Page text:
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The films set to premiere at Cairo International Film Festival in December

This year's line-up includes world premieres of both regional and international films

'German Lessons' by Bulgarian director Pavel Vesnakov will have its world premiere at the Cairo International Film Festival. Ciff
'German Lessons' by Bulgarian director Pavel Vesnakov will have its world premiere at the Cairo International Film Festival. Ciff

The Cairo International Film Festival, which will run from Wednesday, December 2 to Thursday, December 10, has announced more films that will be screened as part of the 42nd event.

Earlier in the year, the festival unveiled a number of international titles as part of its programme, including Chloe Zhao’s Nomadland, which was the opening feature at the Venice International Film Festival in September, Bassam Tariq’s Mogul Mowgli, starring British actor and rapper Riz Ahmed, and Ben Sharrock’s comedy-drama Limbo, which stars Egyptian actor Amir El Masry.

The festival will open with the Middle East and North Africa premiere of first-time director Florian Zeller’s The Father, starring Academy Award winners Sir Anthony Hopkins and Olivia Colman. The film is based on Zeller’s 2012 play La Pere. It follows the story of an elderly man (Hopkins), who refuses assistance from his daughter as he ages. It's already creating Oscars buzz for Hopkins.

“The festival’s programming team is proud to debut a selection of the most anticipated films of the year to the massive audiences of critics and cinephiles in Cairo. This comes in parallel with the various activities of Cairo Industry Days, which offers film professionals a special space to connect with the international filmmaking community,” said festival president Mohamed Hefzy, in a statement.

In addition to feature film Curfew by Amir Ramses, two films running in the international competition will have their world premieres in Cairo German Lessons by Bulgarian director Pavel Vesnakov and Mo Er Dao Ga by Chinese director Jinling Cao. German Lessons traces the torment of a middle-aged man, Nicola, who is desperately trying to mend broken ties with his loved ones a day before leaving for Germany.

Mo Er Dao Ga, which is thought to be the first film shot in the dense Mongolian forest of Moer Daoga, tells the story of an ordinary lumberjack fighting alone for the last virgin forest, and is a beautiful exploration of the relationship between humans and nature.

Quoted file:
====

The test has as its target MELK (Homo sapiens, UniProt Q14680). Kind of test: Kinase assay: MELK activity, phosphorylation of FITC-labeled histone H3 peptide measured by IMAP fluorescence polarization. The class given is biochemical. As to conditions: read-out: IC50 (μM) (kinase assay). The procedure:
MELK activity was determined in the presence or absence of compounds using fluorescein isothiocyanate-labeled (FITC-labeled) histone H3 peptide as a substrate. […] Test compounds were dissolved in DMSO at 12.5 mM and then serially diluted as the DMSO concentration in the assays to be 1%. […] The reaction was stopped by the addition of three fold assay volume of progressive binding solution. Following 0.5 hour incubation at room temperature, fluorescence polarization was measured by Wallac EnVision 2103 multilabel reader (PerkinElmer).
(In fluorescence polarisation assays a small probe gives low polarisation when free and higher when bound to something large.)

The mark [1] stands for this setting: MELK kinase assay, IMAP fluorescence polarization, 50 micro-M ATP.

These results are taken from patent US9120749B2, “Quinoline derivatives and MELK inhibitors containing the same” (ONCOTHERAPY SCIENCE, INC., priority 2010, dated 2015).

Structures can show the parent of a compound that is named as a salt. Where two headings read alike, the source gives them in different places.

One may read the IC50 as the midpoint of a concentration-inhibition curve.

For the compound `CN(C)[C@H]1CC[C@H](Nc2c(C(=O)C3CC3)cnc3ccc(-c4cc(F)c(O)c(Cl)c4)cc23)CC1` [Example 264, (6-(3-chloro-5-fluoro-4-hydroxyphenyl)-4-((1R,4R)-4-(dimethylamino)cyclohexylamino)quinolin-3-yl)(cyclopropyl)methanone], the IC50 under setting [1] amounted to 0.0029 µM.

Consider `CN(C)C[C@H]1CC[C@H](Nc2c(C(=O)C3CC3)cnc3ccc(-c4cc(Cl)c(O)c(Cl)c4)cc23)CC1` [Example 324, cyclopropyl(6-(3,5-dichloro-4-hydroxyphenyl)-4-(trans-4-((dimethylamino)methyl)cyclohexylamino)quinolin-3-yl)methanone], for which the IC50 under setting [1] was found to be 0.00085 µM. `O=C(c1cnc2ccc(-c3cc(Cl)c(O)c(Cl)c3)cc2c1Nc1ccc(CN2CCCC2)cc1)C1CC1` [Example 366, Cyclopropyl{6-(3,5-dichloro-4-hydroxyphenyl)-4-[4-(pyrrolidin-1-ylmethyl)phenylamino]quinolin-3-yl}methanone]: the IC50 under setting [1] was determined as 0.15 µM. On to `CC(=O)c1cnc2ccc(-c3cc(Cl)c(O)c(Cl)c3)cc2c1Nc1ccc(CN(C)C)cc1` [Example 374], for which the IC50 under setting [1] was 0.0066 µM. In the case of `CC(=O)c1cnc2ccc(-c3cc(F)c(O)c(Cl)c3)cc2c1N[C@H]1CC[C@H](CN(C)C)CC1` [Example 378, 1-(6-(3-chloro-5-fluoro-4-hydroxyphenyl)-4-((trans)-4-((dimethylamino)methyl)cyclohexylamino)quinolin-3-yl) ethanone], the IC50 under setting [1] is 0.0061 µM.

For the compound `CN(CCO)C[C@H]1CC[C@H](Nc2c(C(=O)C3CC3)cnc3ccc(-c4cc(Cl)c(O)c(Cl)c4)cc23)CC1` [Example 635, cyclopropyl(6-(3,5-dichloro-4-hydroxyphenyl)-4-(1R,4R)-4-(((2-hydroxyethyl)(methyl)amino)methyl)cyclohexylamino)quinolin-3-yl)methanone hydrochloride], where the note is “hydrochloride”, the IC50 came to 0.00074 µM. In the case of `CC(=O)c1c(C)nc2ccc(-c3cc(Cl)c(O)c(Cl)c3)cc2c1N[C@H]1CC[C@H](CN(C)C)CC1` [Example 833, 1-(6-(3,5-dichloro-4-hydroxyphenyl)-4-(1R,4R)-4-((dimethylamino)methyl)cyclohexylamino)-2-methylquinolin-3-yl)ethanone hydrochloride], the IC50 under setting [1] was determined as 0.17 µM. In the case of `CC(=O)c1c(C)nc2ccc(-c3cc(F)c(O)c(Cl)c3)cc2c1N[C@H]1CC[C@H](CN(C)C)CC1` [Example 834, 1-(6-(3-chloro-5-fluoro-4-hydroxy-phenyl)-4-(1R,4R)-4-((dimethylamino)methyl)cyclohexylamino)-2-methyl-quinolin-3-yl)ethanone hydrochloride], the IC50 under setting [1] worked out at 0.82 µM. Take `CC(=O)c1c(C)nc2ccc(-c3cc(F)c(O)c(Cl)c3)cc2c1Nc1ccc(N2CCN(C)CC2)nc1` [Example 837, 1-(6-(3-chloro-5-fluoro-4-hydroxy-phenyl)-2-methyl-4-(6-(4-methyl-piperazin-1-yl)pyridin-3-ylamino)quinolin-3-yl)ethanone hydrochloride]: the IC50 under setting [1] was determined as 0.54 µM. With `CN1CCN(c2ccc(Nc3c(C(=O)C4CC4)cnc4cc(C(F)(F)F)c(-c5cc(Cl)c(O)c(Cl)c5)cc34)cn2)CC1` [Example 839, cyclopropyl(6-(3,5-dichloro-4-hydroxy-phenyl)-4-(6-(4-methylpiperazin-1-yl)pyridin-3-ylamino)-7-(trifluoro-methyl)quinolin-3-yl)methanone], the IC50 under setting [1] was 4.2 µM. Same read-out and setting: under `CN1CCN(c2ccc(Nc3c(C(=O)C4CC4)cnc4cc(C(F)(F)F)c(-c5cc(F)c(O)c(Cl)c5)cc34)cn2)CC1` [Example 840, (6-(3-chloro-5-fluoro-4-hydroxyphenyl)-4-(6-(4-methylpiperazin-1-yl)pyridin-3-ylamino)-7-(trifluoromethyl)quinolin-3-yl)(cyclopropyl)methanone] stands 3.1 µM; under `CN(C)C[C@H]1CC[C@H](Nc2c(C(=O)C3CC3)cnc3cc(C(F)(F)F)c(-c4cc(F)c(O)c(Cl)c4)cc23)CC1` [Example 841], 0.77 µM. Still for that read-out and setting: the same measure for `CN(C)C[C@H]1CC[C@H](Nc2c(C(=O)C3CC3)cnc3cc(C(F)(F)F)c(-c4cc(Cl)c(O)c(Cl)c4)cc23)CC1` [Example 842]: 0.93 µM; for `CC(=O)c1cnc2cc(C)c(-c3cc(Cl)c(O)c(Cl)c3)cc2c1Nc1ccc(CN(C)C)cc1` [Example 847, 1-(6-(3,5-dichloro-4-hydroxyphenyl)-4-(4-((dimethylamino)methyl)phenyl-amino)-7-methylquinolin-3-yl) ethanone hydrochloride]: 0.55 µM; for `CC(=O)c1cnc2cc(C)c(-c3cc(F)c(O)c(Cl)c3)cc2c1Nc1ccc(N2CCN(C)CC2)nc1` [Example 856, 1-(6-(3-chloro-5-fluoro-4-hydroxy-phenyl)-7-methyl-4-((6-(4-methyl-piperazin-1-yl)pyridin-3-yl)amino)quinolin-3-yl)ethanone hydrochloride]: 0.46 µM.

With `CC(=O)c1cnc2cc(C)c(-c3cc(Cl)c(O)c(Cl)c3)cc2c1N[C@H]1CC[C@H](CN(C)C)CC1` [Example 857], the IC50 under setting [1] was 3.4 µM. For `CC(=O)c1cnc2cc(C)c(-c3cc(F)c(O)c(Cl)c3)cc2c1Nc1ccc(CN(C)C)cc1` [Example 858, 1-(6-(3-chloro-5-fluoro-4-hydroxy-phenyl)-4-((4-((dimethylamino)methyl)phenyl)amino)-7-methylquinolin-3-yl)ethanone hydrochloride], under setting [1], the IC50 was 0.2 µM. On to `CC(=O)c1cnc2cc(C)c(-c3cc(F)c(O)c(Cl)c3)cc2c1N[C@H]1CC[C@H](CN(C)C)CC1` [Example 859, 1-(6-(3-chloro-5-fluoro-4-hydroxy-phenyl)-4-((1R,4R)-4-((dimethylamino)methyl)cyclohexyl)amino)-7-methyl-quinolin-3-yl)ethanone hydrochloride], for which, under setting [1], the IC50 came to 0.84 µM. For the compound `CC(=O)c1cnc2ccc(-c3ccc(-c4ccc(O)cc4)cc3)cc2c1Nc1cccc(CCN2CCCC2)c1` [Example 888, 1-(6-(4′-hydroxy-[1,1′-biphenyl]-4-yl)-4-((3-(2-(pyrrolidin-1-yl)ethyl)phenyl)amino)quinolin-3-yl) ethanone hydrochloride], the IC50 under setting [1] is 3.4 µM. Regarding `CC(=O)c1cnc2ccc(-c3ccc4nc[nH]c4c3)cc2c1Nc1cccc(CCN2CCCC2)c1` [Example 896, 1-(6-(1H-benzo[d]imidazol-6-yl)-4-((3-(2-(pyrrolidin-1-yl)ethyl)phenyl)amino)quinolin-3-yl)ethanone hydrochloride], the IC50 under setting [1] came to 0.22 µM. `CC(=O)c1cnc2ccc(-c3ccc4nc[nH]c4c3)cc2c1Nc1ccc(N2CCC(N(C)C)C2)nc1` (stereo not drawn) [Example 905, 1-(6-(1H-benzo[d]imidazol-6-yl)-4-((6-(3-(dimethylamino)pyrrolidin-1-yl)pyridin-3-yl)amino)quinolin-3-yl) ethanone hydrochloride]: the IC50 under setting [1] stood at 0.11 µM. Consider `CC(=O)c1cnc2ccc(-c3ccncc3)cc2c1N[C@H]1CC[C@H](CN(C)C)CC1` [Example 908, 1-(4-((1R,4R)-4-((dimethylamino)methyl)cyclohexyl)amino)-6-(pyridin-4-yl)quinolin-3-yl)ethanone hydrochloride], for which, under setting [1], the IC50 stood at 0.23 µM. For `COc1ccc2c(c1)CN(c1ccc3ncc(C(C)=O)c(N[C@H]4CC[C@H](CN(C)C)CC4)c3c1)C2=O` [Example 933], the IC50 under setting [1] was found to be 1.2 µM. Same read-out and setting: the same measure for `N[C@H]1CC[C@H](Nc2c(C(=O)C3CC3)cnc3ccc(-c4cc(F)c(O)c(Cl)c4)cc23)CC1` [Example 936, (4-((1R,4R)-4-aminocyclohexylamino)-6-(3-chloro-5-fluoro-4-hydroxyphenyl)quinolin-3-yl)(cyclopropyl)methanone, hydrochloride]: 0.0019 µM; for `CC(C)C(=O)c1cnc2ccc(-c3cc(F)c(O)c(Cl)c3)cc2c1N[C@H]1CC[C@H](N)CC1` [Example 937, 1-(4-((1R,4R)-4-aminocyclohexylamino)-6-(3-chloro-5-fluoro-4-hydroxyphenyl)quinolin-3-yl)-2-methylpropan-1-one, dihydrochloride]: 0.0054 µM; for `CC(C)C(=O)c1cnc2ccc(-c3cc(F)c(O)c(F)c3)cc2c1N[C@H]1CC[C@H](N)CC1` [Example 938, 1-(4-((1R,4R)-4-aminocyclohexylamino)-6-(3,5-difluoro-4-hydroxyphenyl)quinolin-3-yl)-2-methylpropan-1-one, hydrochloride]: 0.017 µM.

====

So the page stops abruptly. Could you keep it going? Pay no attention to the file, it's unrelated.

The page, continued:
The Horizons of Arab Cinema section will also screen two world premieres Egyptian documentary On the Fence by director Nesrine El Zayat and Had El Tar by Saudi Arabian filmmaker Abdulaziz Al Shlahei.

Other titles by Arab filmmakers that have been announced as part of the festival line-up include Autumn of the Apples by Moroccan director Mohamed Mouftakir, which makes its international premiere at the festival. The film takes place in a small Moroccan village best known for its remarkable apple trees, where a young child is exposed to life’s toughest experiments to explore the essence of love, life and death.

From Lebanon will be Robert Cremona’s TV Society, which follows the story of Lebanese actor Fouad Yammine after the broadcast of a controversial television dating show that he hosted. Finally, Egyptian director Sara Shazly’s Isabel explores the different aspects of the life of the titular young child and her relationship with her mother.

'TV Society' by Robert Cremona follows the story of Lebanese actor Fouad Yammine after the airing of a controversial dating television show which he was the host of. Ciff
'TV Society' by Robert Cremona follows the story of Lebanese actor Fouad Yammine after the airing of a controversial dating television show which he hosted. Ciff

In the short film category, three films have been announced, which will have their world premieres at the event. The first is The Man Who Swallowed the Radio by Egyptian director Yasser Shafaei. It's a comedy about a man who has to undergo surgery to remove a radio from his stomach. The second is a French-Tunisian film titled I Bit My Tongue by Nina Khada, who explores her home town through the prism of linguistics. The third is Saudi director Sara Mesfer’s The Girls Who Burned the Night, which follows two teenage girls as they get ready for a wedding party. One of them suddenly decides to embark on a shopping spree, which leads to an unexpected turn of events.

The festival also announced that it will host its third Cairo Industry Days event this year, which gives industry professionals access to panels and masterclasses, as well as allowing for networking and project presentations that could lead to co-productions. The event will run from Friday to Monday, December 4 to 7.

“This year’s edition of Cairo Industry Days, while it may look a little different, is more important than ever with a wide range of opportunities for registered festivalgoers to celebrate filmmaking, learn and network,” said Aliaa Zaky, head of Cairo Industry Days, in a statement.

“The curation of programmes, masterclasses and panel discussions will explore a wealth of related topics facing the industry at a crucial time of global change hosted by some of the industry’s key players.”

In October, organisers announced the change of dates for the festival, which was pushed back from this month to December, in order to ensure that necessary precautions to welcome festival guests and audiences were put in place.

The Cairo International Film Festival is expected to announce the rest of its participating films for this year at a press conference on Monday, November 16.

Updated: November 15, 2020 01:24 PM

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